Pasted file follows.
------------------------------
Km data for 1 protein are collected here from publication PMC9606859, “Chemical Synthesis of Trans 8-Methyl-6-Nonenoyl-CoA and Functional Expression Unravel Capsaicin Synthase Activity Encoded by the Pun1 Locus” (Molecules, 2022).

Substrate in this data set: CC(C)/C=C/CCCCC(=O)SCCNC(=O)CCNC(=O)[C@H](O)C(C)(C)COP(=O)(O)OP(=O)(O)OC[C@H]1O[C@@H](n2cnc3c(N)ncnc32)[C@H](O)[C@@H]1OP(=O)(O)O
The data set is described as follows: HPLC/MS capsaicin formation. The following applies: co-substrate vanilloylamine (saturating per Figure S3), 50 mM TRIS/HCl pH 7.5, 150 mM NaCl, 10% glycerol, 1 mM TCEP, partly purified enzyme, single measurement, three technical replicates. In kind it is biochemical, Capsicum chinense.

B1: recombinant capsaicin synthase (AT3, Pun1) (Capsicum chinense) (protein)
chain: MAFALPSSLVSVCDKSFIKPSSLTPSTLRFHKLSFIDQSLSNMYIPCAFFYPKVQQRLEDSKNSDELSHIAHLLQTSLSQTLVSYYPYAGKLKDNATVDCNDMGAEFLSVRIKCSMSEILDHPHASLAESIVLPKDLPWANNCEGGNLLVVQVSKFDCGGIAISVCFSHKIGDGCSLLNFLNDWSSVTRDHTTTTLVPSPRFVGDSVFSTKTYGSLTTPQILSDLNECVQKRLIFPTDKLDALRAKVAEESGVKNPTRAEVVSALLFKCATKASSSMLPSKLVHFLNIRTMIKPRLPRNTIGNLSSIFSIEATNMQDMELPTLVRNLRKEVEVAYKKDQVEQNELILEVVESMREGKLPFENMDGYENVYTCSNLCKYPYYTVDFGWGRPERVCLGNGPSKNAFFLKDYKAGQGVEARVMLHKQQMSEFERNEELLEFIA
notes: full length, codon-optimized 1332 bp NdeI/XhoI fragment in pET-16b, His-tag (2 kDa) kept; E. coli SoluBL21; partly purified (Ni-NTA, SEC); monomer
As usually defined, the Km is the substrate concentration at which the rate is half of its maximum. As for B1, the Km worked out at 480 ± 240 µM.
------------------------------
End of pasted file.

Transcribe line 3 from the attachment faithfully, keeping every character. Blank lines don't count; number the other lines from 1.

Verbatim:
The data set is described as follows: HPLC/MS capsaicin formation. The following applies: co-substrate vanilloylamine (saturating per Figure S3), 50 mM TRIS/HCl pH 7.5, 150 mM NaCl, 10% glycerol, 1 mM TCEP, partly purified enzyme, single measurement, three technical replicates. In kind it is biochemical, Capsicum chinense.